Dusty Capriccio

The 1993 San Francisco Opera production of Strauss’ Capriccio is about as literal a take on the work as one could imagine.  Stephen Lawless’ production sticks to the stage directions as laid down with an almost fetishistic fidelity.  This is backed up by highly decorated costumes and sets firmly placed in a slightly over elaborated 1775.  The traditionalists dream?  I suppose so if one thinks that Strauss and Krauss meant the work to be taken literally.  I don’t.  This is an opera about an opera about opera.  It begs to be deconstructed and the time and circumstances of its composition tend to reinforce the idea that all is not as it seems.  To take it at face value is actually a bit absurd but that’s what happens here and the result is rather dull and unsatisfying.

Some of the performances aren’t bad though.  Kiri Te Kanawa is a decent Madeleine though she warbles a bit and doesn’t get inside the part the way Renée Fleming does.  A very young Simon Keenleyside is a well characterised and beautifully sung Olivier.  Victor Braun is a sympathetic and unbuffoonish La Roche.  Unfortunately the rest of the cast aren’t as good.  Hakan Hagegard and Tatiana Troyanos as the count and Clairon are much too broadly and clownishly played and David Kuebler’s Flamand is actually quite hard to listen to.  In the pit, Donald Runnicles seems to be having one of his off days.  Everything is too relaxed and unfocussed and tends to to mush.  To be fair the sound quality isn’t helping here.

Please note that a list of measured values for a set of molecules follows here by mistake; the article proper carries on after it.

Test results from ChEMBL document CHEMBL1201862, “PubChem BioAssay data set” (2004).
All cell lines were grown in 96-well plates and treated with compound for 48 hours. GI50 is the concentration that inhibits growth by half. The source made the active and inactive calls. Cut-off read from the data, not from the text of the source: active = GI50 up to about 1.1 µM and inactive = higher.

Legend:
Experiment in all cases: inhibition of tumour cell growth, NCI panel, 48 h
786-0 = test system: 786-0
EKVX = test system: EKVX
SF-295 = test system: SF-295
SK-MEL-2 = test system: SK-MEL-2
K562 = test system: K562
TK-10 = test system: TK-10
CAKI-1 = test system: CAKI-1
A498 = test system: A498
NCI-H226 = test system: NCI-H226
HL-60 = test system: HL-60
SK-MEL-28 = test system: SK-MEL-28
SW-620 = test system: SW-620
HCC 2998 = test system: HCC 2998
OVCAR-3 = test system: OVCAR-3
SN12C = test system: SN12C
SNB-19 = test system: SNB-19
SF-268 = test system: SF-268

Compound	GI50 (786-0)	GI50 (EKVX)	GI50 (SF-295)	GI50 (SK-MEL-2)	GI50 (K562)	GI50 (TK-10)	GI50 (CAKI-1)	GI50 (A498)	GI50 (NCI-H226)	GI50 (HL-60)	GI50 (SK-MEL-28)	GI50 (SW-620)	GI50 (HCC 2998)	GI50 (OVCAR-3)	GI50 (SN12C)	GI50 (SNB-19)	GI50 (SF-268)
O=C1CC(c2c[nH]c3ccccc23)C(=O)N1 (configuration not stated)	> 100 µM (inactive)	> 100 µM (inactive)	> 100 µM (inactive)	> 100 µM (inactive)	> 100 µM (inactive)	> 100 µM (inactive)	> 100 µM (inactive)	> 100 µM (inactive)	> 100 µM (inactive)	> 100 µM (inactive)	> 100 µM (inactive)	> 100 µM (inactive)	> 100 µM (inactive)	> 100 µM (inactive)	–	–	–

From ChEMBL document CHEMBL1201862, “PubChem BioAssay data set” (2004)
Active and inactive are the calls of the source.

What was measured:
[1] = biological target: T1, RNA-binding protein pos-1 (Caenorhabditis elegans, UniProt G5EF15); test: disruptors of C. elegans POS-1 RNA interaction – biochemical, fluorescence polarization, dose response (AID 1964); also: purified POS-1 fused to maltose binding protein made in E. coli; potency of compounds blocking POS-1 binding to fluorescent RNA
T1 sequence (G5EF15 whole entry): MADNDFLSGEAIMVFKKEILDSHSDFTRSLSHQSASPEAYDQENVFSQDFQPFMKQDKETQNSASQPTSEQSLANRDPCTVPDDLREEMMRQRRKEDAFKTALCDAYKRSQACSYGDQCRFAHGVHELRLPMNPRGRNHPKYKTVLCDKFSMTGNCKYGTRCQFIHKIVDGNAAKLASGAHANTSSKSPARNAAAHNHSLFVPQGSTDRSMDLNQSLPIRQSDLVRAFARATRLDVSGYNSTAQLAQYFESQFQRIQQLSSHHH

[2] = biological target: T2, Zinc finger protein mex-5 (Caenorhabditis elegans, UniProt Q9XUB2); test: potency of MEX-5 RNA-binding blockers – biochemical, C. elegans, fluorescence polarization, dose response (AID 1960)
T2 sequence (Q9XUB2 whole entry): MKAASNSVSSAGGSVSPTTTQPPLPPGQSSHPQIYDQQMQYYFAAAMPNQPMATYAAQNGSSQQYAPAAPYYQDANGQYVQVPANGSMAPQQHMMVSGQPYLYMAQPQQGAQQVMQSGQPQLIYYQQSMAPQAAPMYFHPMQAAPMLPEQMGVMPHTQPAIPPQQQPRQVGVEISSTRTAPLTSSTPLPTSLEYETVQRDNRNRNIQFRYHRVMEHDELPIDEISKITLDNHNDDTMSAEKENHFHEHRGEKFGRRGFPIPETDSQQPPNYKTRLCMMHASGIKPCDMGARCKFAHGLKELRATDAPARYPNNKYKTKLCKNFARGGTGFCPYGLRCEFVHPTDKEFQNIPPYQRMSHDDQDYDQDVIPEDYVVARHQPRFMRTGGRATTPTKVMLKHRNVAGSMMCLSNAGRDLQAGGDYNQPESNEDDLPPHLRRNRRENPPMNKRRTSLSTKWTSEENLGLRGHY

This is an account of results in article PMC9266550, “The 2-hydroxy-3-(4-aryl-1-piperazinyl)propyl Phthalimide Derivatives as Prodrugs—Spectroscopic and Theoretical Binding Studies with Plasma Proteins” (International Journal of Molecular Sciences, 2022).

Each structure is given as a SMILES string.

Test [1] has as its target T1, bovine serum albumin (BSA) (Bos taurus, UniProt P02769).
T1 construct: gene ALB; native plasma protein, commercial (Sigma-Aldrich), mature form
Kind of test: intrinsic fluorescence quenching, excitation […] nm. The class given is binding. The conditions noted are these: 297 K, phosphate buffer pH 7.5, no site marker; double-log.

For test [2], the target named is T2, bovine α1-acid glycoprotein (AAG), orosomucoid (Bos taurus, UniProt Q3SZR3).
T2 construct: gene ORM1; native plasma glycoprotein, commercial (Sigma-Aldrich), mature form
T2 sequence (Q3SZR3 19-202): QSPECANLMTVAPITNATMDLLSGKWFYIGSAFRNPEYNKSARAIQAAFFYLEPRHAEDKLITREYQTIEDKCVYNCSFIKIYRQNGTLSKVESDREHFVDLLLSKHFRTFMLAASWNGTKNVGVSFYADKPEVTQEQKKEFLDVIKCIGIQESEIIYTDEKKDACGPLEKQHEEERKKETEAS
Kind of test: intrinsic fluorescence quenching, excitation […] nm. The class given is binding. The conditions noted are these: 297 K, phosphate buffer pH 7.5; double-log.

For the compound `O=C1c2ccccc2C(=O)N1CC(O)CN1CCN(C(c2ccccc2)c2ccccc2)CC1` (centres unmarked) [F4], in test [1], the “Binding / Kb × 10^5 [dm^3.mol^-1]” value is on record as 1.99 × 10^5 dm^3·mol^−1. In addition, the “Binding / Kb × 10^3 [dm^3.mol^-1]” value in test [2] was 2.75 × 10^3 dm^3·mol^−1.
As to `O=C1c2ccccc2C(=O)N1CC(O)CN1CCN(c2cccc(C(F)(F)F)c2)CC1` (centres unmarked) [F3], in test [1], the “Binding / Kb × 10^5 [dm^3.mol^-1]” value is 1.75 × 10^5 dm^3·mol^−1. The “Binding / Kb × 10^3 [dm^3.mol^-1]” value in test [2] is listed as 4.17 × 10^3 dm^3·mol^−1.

The technical quality is nothing to write home about either.  An adequate 4:3 picture is coupled with a rather mushy Dolby 2.0 soundtrack.  Peter Maniura’s video direction is typical TV work of the period.  Subtitles are English only and documentation is restricted to a list of chapters.

I really can’t think of a good reason to buy this disk.  The competition is much better.  Both competing versions feature Renée Fleming in fine performances and very good supporting casts.  My pick would be Robert Carsen’s brilliant Paris production but if that’s too conceptual for your taste there’s the 2011 production from the Met Live in HD series which has Andrew Davis in the pit and is far superior to the San Francisco effort. It’s also available on Blu-ray.

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